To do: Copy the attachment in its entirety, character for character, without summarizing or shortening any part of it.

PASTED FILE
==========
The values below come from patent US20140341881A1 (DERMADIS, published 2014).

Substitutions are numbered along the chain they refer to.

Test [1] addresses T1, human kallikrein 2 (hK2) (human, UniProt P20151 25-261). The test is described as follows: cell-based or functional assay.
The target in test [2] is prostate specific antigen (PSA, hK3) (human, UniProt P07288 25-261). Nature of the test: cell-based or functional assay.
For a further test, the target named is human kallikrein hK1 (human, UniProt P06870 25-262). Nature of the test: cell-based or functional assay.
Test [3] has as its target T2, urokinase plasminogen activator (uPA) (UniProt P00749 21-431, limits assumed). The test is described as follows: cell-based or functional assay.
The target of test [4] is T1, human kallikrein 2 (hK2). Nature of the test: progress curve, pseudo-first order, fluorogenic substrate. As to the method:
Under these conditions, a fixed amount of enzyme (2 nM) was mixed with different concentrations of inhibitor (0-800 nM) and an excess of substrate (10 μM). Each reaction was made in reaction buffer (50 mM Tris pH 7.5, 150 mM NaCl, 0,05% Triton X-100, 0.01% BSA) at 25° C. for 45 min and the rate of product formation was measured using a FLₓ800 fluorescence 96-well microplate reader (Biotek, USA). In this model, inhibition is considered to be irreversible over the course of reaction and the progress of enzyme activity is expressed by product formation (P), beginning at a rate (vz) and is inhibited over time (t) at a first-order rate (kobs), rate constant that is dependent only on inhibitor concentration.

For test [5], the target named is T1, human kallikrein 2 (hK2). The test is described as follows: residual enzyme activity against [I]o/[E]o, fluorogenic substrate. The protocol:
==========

The values below come from patent US20140341881A1 (DERMADIS, published 2014).

Substitutions are numbered along the chain they refer to.

Test [1] addresses T1, human kallikrein 2 (hK2) (human, UniProt P20151 25-261). The test is described as follows: cell-based or functional assay.
The target in test [2] is prostate specific antigen (PSA, hK3) (human, UniProt P07288 25-261). Nature of the test: cell-based or functional assay.
For a further test, the target named is human kallikrein hK1 (human, UniProt P06870 25-262). Nature of the test: cell-based or functional assay.
Test [3] has as its target T2, urokinase plasminogen activator (uPA) (UniProt P00749 21-431, limits assumed). The test is described as follows: cell-based or functional assay.
The target of test [4] is T1, human kallikrein 2 (hK2). Nature of the test: progress curve, pseudo-first order, fluorogenic substrate. As to the method:
Under these conditions, a fixed amount of enzyme (2 nM) was mixed with different concentrations of inhibitor (0-800 nM) and an excess of substrate (10 μM). Each reaction was made in reaction buffer (50 mM Tris pH 7.5, 150 mM NaCl, 0,05% Triton X-100, 0.01% BSA) at 25° C. for 45 min and the rate of product formation was measured using a FLₓ800 fluorescence 96-well microplate reader (Biotek, USA). In this model, inhibition is considered to be irreversible over the course of reaction and the progress of enzyme activity is expressed by product formation (P), beginning at a rate (vz) and is inhibited over time (t) at a first-order rate (kobs), rate constant that is dependent only on inhibitor concentration.

For test [5], the target named is T1, human kallikrein 2 (hK2). The test is described as follows: residual enzyme activity against [I]o/[E]o, fluorogenic substrate. The protocol: